This is a tale of two queens: one who from birth was in the line of succession to a throne and the other a poor maid who was impregnated by an ailing King and, by accident of history, birthed a heir. As the two queens fight ailments of different degree and nature, it is imperative we examine their lives, and compare the vast differences in how the two states, eSwatini and Britain, has handled their ailments.

On February 20th, Buckingham Palace announced that 95 year old Queen Elizabeth was sick with Covid-19. The statement was clear about the Queen’s condition, although perhaps obfuscating just how badly the virus was affecting a woman in the twilight of her years. However, it was striking to note that Queen Elizabeth was not carted off to a hospital in Taiwan or the Middle East. She was going to be treated in the hospitals of Great Britain, the country she is sovereign over, which is a far cry from our other queen, Ntombi Thwala.

When our Queen Mother was flown to South Africa in her son Mswati’s Airbus private jet, the Swazi nation was none the wiser. If not for the valiant efforts of internet sleuths, we would not have known that;

a) a plane bought with the blood, sweat and tears had flown a huge delegation to South Africa, and

b) the purpose of the trip was to treat the ailing Queen Mother.

To this day, no official announcement has come from the palace. We do not even know for certain what is wrong with her. Whether she is suffering from a mild ailment, or is in terminal illness, the prognosis is the same: the Swazi Royal Family has failed.

The hospitals in the country are in such disrepair that the King, who fashions himself as a wise and peerless leader, must crawl hat in hand to neighboring South Africa for them to take his mother in. Why are Swazi hospitals not good enough? Why has he failed so much that it is a better gamble to put her onto a plane, than to just treat her at home? The King would rather risk the embarrassment of his mother dying in another country’s hospitals, just as his Prime Minister and Minister of Natural Resources did, because there is nothing resembling healthcare in Swaziland. 

On Thursday, protestors who were picketing the Queen Mother’s continued treatment in South Africa were treated to an ambulance ferrying the King’s brother and Minister of Defense Prince Hlangusempi. “Who must die in Swaziland?” is a question we must ask ourselves when there is no petrol for ambulances to take us to the medicine-less Mbabane Government Hospital, but a private jet can be filled to take the Queen Mother to seek healthcare in a democratic country.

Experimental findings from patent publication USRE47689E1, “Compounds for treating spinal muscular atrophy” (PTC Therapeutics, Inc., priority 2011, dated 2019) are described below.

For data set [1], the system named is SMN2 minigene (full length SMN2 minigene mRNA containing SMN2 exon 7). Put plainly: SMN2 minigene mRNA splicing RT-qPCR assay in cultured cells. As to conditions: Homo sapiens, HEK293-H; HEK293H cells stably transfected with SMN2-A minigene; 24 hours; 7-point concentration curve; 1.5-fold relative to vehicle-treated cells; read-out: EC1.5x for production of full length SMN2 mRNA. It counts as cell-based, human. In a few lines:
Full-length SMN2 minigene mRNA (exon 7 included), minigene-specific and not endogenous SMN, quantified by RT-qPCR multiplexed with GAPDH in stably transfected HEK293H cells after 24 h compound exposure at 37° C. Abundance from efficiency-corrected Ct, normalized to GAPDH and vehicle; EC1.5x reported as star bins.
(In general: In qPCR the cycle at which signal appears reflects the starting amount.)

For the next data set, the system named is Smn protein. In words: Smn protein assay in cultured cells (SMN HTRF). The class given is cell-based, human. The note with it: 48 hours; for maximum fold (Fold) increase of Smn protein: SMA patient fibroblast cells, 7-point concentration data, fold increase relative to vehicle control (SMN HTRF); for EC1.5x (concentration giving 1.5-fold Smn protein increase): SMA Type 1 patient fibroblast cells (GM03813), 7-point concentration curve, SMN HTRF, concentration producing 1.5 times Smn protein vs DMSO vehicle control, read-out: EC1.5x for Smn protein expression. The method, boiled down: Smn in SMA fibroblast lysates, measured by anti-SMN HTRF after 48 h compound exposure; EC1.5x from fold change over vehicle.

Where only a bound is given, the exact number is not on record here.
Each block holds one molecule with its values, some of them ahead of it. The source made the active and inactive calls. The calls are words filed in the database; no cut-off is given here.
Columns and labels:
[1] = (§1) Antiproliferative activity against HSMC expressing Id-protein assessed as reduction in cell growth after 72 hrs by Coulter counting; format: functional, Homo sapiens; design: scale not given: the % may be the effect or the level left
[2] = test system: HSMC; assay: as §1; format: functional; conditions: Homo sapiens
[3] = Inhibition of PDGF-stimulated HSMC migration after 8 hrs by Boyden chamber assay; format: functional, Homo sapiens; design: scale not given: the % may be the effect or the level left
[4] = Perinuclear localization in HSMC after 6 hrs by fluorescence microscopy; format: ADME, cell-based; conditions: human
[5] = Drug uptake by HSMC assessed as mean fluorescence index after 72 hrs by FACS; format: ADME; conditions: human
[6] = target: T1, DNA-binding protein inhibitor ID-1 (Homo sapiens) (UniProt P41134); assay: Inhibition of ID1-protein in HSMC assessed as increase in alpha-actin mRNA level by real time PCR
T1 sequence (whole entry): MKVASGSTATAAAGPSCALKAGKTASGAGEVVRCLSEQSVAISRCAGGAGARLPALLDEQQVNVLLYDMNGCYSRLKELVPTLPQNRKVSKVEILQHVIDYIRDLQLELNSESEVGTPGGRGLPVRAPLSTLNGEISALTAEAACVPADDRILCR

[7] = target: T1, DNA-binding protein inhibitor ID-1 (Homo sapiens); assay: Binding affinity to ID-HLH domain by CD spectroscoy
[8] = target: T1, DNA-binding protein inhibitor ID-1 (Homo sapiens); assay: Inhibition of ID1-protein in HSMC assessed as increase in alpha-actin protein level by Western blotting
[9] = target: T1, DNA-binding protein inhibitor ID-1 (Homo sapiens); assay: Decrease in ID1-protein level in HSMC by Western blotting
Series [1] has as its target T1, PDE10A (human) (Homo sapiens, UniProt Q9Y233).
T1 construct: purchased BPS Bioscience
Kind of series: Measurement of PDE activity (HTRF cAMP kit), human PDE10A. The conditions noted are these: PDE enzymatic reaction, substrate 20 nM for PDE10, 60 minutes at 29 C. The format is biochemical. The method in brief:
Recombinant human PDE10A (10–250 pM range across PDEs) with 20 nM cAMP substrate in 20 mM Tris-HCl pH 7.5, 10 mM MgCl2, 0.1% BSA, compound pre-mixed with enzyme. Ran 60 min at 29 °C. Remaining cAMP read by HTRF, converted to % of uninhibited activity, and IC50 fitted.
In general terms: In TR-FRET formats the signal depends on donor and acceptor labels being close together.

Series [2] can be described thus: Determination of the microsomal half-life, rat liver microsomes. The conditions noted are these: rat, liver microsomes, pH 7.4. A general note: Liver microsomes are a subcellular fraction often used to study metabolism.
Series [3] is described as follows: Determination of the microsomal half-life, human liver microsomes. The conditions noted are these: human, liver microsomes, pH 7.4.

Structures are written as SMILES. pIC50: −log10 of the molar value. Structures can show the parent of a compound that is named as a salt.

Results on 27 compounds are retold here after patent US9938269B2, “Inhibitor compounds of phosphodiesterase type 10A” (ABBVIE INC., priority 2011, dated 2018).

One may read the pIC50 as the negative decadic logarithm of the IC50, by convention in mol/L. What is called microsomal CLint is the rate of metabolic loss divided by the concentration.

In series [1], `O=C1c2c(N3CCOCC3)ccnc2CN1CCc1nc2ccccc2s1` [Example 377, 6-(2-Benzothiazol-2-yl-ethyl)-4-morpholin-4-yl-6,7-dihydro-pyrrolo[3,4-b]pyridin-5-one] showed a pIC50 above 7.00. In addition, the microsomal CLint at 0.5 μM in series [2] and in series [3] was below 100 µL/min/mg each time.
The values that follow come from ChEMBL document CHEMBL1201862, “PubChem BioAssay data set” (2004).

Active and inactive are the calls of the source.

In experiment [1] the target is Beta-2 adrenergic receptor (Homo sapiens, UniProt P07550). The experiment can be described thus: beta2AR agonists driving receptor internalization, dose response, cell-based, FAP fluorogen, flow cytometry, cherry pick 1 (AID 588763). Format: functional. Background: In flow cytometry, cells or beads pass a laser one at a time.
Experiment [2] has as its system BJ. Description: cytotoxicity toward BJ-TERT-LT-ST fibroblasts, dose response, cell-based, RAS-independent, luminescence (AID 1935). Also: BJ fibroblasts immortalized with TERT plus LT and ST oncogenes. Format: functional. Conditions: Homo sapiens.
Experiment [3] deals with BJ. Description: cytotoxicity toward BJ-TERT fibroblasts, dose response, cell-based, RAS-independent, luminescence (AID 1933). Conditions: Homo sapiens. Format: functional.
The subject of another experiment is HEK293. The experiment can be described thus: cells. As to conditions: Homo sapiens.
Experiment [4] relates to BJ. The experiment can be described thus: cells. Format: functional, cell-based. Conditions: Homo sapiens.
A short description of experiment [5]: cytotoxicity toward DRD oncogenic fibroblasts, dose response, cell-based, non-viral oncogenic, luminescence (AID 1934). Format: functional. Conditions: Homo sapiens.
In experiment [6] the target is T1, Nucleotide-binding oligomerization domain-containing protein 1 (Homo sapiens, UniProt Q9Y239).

Don’t get us wrong. We don’t wish the Queen Mother death. In fact, we hope she and other members of the royal family live long enough to see a democratic Swaziland prosper without her tick of a son bleeding us dry. We hope the King also gets to see it, before a jury of his peers determines the appropriate sentence for the crimes they have committed. 

Which brings us back to our other Queen, Elizabeth II. When her covid diagnosis was announced, there were divergent reactions on the internet. Ardent monarchists sent out well wishes; most normal people just shrugged and moved on with their days. However, there was a very loud (and funny) segment who started tweeting jokes about the end of the Elizabethian reign. Whether you agree or disagree with them, or if you think they were in bad taste, not a single one of those people were subject to intimidation by the state.

They told their jokes, and those who disagreed with them were also free to do so. There were no CIDs trying to figure out who said what, or cooking up false charges to silence them. Such is the case in a functioning democracy. Whether the Brits decide to do away with monarchy in the future is up to them, but what is clear is whether they have republican or monarchical leanings, they will not end up in jail for their opinions.

Such is a far cry for the Kingdom of Swaziland, where the Prime Minister called those protesting outside the private hospital the Queen Mother is being treated “heartless.” No Sir, what is heartless is leaving hospitals without medicine and PPE because you know there is a jet that can take you to South Africa. 

What is heartless is getting on a jet for a medical check-up in Taiwan, a democratic country with socialized healthcare, when in Swaziland even having medical aid doesn’t guarantee the rest of us access to treatment. What is heartless is expecting Swazis to feel sympathy for the Queen Mother when her son mocked us as we grieved the dead he had murdered. If Swazis are heartless, we have King Mswati to thank for that.